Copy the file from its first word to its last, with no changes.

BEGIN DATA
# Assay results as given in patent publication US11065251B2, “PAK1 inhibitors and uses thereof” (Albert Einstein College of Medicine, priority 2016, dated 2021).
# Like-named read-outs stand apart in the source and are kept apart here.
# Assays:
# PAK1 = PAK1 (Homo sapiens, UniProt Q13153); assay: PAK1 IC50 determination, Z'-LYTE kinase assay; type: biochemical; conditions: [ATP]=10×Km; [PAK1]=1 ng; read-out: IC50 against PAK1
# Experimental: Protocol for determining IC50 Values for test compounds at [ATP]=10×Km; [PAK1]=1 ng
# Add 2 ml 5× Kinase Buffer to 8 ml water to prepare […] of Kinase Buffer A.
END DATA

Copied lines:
# Assay results as given in patent publication US11065251B2, “PAK1 inhibitors and uses thereof” (Albert Einstein College of Medicine, priority 2016, dated 2021).
# Like-named read-outs stand apart in the source and are kept apart here.
# Assays:
# PAK1 = PAK1 (Homo sapiens, UniProt Q13153); assay: PAK1 IC50 determination, Z'-LYTE kinase assay; type: biochemical; conditions: [ATP]=10×Km; [PAK1]=1 ng; read-out: IC50 against PAK1
# Experimental: Protocol for determining IC50 Values for test compounds at [ATP]=10×Km; [PAK1]=1 ng
# Add 2 ml 5× Kinase Buffer to 8 ml water to prepare […] of Kinase Buffer A.